Presentation at the Centre for Digital Heritage 2017 conference in Leiden, the Netherlands.
The importance of increasing findability, accessibility, interoperability and reusability of archaeological information has been acknowledged widely in the literature and the professional archaeological community. At the same time, there seems to be an almost equally widespread conviction that this cannot be done because archaeology is distinct from other disciplines within which the contemporary principles of data management and reuse have been developed. Archaeological information is so miscellaneous, exceptional, arbitrary and nonconformist that it is impossible to make available in similar terms than information in other disciplines.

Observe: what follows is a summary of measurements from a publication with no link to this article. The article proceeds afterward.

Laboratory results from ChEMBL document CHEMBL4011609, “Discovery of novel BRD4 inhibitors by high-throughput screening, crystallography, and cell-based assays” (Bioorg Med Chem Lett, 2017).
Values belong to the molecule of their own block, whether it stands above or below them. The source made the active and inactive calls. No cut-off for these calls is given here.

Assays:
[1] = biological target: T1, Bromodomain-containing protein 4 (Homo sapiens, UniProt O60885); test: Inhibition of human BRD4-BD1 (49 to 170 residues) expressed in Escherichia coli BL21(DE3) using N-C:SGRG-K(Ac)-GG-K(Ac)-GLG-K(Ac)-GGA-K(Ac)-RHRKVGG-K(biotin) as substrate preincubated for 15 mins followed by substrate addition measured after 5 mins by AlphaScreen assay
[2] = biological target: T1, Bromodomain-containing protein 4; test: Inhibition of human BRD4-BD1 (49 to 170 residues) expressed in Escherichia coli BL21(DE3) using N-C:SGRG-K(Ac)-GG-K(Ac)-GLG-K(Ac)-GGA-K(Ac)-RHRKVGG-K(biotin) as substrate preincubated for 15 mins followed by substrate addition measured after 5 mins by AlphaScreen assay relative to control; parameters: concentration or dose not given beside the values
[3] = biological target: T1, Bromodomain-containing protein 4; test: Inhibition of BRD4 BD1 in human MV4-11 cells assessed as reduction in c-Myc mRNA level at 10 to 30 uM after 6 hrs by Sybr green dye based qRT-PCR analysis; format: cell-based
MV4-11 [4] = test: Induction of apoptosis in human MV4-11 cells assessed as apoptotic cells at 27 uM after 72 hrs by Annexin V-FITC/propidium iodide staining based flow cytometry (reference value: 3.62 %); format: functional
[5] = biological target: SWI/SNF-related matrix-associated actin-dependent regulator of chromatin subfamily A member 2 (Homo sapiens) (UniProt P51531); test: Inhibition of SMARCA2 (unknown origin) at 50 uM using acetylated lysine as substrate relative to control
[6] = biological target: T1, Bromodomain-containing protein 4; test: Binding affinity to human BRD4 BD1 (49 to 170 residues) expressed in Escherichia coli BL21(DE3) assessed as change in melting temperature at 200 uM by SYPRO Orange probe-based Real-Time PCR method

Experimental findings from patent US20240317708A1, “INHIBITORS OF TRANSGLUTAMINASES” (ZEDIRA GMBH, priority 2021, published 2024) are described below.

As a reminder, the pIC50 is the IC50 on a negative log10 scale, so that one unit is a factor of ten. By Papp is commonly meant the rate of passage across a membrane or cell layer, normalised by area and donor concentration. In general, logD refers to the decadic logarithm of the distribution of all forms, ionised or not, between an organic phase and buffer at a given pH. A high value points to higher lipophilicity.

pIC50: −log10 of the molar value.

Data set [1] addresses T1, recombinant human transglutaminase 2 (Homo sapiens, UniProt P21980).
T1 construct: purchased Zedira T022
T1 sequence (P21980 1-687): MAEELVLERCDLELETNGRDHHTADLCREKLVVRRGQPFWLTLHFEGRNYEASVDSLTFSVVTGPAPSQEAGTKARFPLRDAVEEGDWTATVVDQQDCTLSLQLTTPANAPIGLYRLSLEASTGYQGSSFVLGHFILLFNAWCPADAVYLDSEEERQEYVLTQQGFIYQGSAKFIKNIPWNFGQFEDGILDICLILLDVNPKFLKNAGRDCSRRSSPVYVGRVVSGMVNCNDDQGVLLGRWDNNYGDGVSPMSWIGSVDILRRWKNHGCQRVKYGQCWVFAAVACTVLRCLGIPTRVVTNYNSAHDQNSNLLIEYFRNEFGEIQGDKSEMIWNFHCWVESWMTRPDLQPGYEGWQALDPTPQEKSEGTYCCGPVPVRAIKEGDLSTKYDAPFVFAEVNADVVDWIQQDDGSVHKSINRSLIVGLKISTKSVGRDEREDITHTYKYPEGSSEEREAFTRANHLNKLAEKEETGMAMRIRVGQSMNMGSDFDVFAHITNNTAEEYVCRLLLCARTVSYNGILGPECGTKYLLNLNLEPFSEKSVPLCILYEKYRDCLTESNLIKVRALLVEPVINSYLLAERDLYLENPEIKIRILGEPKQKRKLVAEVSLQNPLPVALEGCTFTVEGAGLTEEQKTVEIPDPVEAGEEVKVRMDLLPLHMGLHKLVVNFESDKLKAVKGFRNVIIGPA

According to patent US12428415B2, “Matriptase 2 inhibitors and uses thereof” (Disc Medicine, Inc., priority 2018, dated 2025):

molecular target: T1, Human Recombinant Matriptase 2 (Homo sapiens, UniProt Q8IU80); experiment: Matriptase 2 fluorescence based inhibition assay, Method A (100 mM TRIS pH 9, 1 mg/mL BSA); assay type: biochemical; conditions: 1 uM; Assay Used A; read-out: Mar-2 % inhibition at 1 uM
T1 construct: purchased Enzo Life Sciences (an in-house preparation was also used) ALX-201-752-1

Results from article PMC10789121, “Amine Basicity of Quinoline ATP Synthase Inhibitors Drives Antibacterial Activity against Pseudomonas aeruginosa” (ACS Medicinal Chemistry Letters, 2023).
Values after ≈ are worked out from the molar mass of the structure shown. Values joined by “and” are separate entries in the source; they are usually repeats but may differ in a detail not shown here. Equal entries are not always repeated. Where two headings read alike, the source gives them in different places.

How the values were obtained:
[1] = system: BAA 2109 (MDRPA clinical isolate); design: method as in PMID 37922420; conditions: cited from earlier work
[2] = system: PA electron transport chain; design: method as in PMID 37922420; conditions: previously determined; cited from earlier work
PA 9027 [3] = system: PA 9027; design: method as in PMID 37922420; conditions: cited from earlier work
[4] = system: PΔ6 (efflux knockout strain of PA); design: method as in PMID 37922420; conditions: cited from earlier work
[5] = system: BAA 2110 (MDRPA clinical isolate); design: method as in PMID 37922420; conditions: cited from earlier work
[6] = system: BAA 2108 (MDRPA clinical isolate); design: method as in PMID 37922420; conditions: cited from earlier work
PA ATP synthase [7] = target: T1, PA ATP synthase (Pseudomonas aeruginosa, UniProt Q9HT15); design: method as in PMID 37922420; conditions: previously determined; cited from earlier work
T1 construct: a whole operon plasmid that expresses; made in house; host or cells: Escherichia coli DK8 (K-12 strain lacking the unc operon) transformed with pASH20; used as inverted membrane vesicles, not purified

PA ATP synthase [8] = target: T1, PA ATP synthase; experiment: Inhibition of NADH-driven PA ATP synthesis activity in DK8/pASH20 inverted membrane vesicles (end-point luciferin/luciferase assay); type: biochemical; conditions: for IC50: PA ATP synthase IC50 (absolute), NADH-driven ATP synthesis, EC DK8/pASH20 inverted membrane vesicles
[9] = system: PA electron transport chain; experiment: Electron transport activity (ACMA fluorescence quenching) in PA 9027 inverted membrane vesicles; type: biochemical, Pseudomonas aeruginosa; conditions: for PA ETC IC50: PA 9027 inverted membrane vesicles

Based on the findings of empirical research on archaeological information work, the presentation shows that there are indeed major differences in how information is used and knowledge is made in contemporary archaeology and, for instance, many science, technology and medical disciplines but that it does not necessarily mean that archaeology could not be FAIR in its own terms. The presentation argues that focus of contemporary information practices in archaeology is not in discipline-wide naming of entities and following a shared agenda of explicating interactions between these named entities, the FAIRness of archaeological information repositories is more focused and acted out in the interactions between the specific makers and users of archaeological information.